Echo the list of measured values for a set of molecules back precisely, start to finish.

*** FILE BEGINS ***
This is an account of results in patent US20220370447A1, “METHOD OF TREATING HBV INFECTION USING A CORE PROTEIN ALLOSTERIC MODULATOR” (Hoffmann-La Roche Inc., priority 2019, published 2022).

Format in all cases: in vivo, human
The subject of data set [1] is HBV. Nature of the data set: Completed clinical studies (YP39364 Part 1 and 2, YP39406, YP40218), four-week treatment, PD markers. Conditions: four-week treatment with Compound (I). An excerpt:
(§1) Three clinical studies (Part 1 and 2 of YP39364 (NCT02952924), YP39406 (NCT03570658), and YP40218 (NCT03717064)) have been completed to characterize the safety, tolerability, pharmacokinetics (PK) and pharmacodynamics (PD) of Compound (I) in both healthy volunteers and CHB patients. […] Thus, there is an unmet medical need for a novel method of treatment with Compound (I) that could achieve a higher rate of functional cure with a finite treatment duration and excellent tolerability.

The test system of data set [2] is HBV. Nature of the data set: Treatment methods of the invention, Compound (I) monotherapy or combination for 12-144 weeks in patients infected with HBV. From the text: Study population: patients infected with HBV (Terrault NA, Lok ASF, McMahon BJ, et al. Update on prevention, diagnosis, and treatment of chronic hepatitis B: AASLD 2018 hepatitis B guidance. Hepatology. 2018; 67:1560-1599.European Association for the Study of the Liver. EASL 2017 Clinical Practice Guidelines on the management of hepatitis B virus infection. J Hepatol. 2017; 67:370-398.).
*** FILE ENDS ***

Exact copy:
This is an account of results in patent US20220370447A1, “METHOD OF TREATING HBV INFECTION USING A CORE PROTEIN ALLOSTERIC MODULATOR” (Hoffmann-La Roche Inc., priority 2019, published 2022).

Format in all cases: in vivo, human
The subject of data set [1] is HBV. Nature of the data set: Completed clinical studies (YP39364 Part 1 and 2, YP39406, YP40218), four-week treatment, PD markers. Conditions: four-week treatment with Compound (I). An excerpt:
(§1) Three clinical studies (Part 1 and 2 of YP39364 (NCT02952924), YP39406 (NCT03570658), and YP40218 (NCT03717064)) have been completed to characterize the safety, tolerability, pharmacokinetics (PK) and pharmacodynamics (PD) of Compound (I) in both healthy volunteers and CHB patients. […] Thus, there is an unmet medical need for a novel method of treatment with Compound (I) that could achieve a higher rate of functional cure with a finite treatment duration and excellent tolerability.

The test system of data set [2] is HBV. Nature of the data set: Treatment methods of the invention, Compound (I) monotherapy or combination for 12-144 weeks in patients infected with HBV. From the text: Study population: patients infected with HBV (Terrault NA, Lok ASF, McMahon BJ, et al. Update on prevention, diagnosis, and treatment of chronic hepatitis B: AASLD 2018 hepatitis B guidance. Hepatology. 2018; 67:1560-1599.European Association for the Study of the Liver. EASL 2017 Clinical Practice Guidelines on the management of hepatitis B virus infection. J Hepatol. 2017; 67:370-398.).